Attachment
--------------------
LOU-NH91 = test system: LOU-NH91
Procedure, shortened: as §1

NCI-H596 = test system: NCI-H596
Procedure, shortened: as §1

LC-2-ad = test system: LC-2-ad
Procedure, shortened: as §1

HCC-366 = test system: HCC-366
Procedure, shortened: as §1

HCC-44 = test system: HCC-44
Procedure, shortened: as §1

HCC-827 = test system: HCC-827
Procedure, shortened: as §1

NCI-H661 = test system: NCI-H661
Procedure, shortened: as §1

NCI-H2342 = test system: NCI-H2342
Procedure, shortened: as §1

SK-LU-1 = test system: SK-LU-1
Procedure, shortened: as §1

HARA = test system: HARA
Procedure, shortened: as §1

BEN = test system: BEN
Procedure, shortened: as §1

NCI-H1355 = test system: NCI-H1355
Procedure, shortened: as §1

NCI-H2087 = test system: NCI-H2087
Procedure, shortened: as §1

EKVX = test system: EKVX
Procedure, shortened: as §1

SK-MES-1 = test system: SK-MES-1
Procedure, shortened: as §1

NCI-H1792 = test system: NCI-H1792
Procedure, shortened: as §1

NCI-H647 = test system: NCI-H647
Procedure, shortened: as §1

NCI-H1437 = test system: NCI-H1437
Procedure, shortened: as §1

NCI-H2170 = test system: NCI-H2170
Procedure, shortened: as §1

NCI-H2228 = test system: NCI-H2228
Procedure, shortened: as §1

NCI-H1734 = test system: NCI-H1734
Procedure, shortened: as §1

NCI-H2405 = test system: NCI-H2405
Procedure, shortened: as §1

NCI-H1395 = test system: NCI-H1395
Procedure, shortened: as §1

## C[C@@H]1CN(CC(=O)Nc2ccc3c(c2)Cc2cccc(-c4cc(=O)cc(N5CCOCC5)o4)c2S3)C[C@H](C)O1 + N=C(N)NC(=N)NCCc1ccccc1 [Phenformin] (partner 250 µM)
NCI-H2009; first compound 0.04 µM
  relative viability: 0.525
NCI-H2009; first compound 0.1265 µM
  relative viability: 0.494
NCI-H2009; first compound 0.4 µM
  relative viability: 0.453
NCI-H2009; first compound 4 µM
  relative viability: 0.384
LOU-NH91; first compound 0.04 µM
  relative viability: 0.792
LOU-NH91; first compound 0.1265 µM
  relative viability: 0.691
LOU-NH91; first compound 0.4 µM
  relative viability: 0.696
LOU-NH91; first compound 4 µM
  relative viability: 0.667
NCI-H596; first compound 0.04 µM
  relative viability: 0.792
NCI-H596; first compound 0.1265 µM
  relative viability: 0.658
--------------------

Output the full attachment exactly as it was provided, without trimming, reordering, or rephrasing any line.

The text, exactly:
LOU-NH91 = test system: LOU-NH91
Procedure, shortened: as §1

NCI-H596 = test system: NCI-H596
Procedure, shortened: as §1

LC-2-ad = test system: LC-2-ad
Procedure, shortened: as §1

HCC-366 = test system: HCC-366
Procedure, shortened: as §1

HCC-44 = test system: HCC-44
Procedure, shortened: as §1

HCC-827 = test system: HCC-827
Procedure, shortened: as §1

NCI-H661 = test system: NCI-H661
Procedure, shortened: as §1

NCI-H2342 = test system: NCI-H2342
Procedure, shortened: as §1

SK-LU-1 = test system: SK-LU-1
Procedure, shortened: as §1

HARA = test system: HARA
Procedure, shortened: as §1

BEN = test system: BEN
Procedure, shortened: as §1

NCI-H1355 = test system: NCI-H1355
Procedure, shortened: as §1

NCI-H2087 = test system: NCI-H2087
Procedure, shortened: as §1

EKVX = test system: EKVX
Procedure, shortened: as §1

SK-MES-1 = test system: SK-MES-1
Procedure, shortened: as §1

NCI-H1792 = test system: NCI-H1792
Procedure, shortened: as §1

NCI-H647 = test system: NCI-H647
Procedure, shortened: as §1

NCI-H1437 = test system: NCI-H1437
Procedure, shortened: as §1

NCI-H2170 = test system: NCI-H2170
Procedure, shortened: as §1

NCI-H2228 = test system: NCI-H2228
Procedure, shortened: as §1

NCI-H1734 = test system: NCI-H1734
Procedure, shortened: as §1

NCI-H2405 = test system: NCI-H2405
Procedure, shortened: as §1

NCI-H1395 = test system: NCI-H1395
Procedure, shortened: as §1

## C[C@@H]1CN(CC(=O)Nc2ccc3c(c2)Cc2cccc(-c4cc(=O)cc(N5CCOCC5)o4)c2S3)C[C@H](C)O1 + N=C(N)NC(=N)NCCc1ccccc1 [Phenformin] (partner 250 µM)
NCI-H2009; first compound 0.04 µM
  relative viability: 0.525
NCI-H2009; first compound 0.1265 µM
  relative viability: 0.494
NCI-H2009; first compound 0.4 µM
  relative viability: 0.453
NCI-H2009; first compound 4 µM
  relative viability: 0.384
LOU-NH91; first compound 0.04 µM
  relative viability: 0.792
LOU-NH91; first compound 0.1265 µM
  relative viability: 0.691
LOU-NH91; first compound 0.4 µM
  relative viability: 0.696
LOU-NH91; first compound 4 µM
  relative viability: 0.667
NCI-H596; first compound 0.04 µM
  relative viability: 0.792
NCI-H596; first compound 0.1265 µM
  relative viability: 0.658